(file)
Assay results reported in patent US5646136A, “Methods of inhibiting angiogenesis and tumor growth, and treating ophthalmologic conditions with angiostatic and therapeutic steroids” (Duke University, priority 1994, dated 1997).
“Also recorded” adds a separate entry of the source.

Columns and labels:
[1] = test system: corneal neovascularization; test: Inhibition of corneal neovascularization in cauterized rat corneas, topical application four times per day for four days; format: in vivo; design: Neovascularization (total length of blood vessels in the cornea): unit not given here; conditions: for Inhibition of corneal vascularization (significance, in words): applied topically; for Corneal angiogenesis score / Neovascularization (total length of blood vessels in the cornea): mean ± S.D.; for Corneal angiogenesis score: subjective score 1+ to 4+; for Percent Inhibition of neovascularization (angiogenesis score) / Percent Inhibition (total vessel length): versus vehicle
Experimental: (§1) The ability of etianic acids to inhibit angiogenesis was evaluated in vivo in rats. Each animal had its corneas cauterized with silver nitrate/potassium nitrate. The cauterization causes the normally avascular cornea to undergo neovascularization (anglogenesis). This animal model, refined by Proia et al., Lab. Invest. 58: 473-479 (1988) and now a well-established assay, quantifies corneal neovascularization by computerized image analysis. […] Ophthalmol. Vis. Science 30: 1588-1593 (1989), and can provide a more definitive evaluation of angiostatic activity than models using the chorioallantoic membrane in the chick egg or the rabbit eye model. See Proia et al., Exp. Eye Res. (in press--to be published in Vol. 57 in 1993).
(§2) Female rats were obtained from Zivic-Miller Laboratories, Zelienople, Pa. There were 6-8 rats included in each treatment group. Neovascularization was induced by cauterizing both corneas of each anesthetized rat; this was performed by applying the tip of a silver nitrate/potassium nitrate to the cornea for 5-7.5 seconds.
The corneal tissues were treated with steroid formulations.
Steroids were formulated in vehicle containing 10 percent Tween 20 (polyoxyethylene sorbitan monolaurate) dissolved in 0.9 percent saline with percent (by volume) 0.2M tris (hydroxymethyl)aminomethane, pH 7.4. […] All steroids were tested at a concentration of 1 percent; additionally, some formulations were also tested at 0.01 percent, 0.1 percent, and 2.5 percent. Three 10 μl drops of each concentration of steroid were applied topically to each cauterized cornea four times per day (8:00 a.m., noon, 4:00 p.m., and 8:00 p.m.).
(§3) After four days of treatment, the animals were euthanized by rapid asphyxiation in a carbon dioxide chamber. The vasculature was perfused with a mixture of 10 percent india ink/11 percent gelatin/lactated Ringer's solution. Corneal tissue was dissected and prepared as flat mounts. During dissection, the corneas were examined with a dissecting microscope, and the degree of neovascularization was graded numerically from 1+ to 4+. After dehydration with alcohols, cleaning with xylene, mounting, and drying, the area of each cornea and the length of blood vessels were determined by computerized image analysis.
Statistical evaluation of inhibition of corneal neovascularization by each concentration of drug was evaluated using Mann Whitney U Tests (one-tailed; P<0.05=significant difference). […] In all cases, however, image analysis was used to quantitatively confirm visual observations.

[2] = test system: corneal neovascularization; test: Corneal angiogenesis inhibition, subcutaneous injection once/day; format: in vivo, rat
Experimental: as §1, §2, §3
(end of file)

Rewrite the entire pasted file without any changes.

Assay results reported in patent US5646136A, “Methods of inhibiting angiogenesis and tumor growth, and treating ophthalmologic conditions with angiostatic and therapeutic steroids” (Duke University, priority 1994, dated 1997).
“Also recorded” adds a separate entry of the source.

Columns and labels:
[1] = test system: corneal neovascularization; test: Inhibition of corneal neovascularization in cauterized rat corneas, topical application four times per day for four days; format: in vivo; design: Neovascularization (total length of blood vessels in the cornea): unit not given here; conditions: for Inhibition of corneal vascularization (significance, in words): applied topically; for Corneal angiogenesis score / Neovascularization (total length of blood vessels in the cornea): mean ± S.D.; for Corneal angiogenesis score: subjective score 1+ to 4+; for Percent Inhibition of neovascularization (angiogenesis score) / Percent Inhibition (total vessel length): versus vehicle
Experimental: (§1) The ability of etianic acids to inhibit angiogenesis was evaluated in vivo in rats. Each animal had its corneas cauterized with silver nitrate/potassium nitrate. The cauterization causes the normally avascular cornea to undergo neovascularization (anglogenesis). This animal model, refined by Proia et al., Lab. Invest. 58: 473-479 (1988) and now a well-established assay, quantifies corneal neovascularization by computerized image analysis. […] Ophthalmol. Vis. Science 30: 1588-1593 (1989), and can provide a more definitive evaluation of angiostatic activity than models using the chorioallantoic membrane in the chick egg or the rabbit eye model. See Proia et al., Exp. Eye Res. (in press--to be published in Vol. 57 in 1993).
(§2) Female rats were obtained from Zivic-Miller Laboratories, Zelienople, Pa. There were 6-8 rats included in each treatment group. Neovascularization was induced by cauterizing both corneas of each anesthetized rat; this was performed by applying the tip of a silver nitrate/potassium nitrate to the cornea for 5-7.5 seconds.
The corneal tissues were treated with steroid formulations.
Steroids were formulated in vehicle containing 10 percent Tween 20 (polyoxyethylene sorbitan monolaurate) dissolved in 0.9 percent saline with percent (by volume) 0.2M tris (hydroxymethyl)aminomethane, pH 7.4. […] All steroids were tested at a concentration of 1 percent; additionally, some formulations were also tested at 0.01 percent, 0.1 percent, and 2.5 percent. Three 10 μl drops of each concentration of steroid were applied topically to each cauterized cornea four times per day (8:00 a.m., noon, 4:00 p.m., and 8:00 p.m.).
(§3) After four days of treatment, the animals were euthanized by rapid asphyxiation in a carbon dioxide chamber. The vasculature was perfused with a mixture of 10 percent india ink/11 percent gelatin/lactated Ringer's solution. Corneal tissue was dissected and prepared as flat mounts. During dissection, the corneas were examined with a dissecting microscope, and the degree of neovascularization was graded numerically from 1+ to 4+. After dehydration with alcohols, cleaning with xylene, mounting, and drying, the area of each cornea and the length of blood vessels were determined by computerized image analysis.
Statistical evaluation of inhibition of corneal neovascularization by each concentration of drug was evaluated using Mann Whitney U Tests (one-tailed; P<0.05=significant difference). […] In all cases, however, image analysis was used to quantitatively confirm visual observations.

[2] = test system: corneal neovascularization; test: Corneal angiogenesis inhibition, subcutaneous injection once/day; format: in vivo, rat
Experimental: as §1, §2, §3